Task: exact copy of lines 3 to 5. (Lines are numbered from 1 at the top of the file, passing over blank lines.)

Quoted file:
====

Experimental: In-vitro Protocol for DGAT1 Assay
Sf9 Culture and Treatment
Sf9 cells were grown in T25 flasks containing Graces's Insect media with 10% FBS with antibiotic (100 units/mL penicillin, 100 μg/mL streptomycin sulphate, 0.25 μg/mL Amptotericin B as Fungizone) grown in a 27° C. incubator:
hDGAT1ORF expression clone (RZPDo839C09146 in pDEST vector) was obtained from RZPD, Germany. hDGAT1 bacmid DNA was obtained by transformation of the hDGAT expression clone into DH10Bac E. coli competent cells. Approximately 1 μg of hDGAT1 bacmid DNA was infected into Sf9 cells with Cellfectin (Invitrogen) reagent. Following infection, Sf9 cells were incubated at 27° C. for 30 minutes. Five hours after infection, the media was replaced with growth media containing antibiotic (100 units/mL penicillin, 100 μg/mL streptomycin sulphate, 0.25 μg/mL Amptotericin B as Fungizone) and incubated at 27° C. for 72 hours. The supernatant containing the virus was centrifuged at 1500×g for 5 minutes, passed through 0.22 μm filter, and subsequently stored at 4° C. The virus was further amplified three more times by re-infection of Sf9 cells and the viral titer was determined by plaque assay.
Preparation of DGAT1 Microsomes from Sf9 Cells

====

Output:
Sf9 cells were grown in T25 flasks containing Graces's Insect media with 10% FBS with antibiotic (100 units/mL penicillin, 100 μg/mL streptomycin sulphate, 0.25 μg/mL Amptotericin B as Fungizone) grown in a 27° C. incubator:
hDGAT1ORF expression clone (RZPDo839C09146 in pDEST vector) was obtained from RZPD, Germany. hDGAT1 bacmid DNA was obtained by transformation of the hDGAT expression clone into DH10Bac E. coli competent cells. Approximately 1 μg of hDGAT1 bacmid DNA was infected into Sf9 cells with Cellfectin (Invitrogen) reagent. Following infection, Sf9 cells were incubated at 27° C. for 30 minutes. Five hours after infection, the media was replaced with growth media containing antibiotic (100 units/mL penicillin, 100 μg/mL streptomycin sulphate, 0.25 μg/mL Amptotericin B as Fungizone) and incubated at 27° C. for 72 hours. The supernatant containing the virus was centrifuged at 1500×g for 5 minutes, passed through 0.22 μm filter, and subsequently stored at 4° C. The virus was further amplified three more times by re-infection of Sf9 cells and the viral titer was determined by plaque assay.
Preparation of DGAT1 Microsomes from Sf9 Cells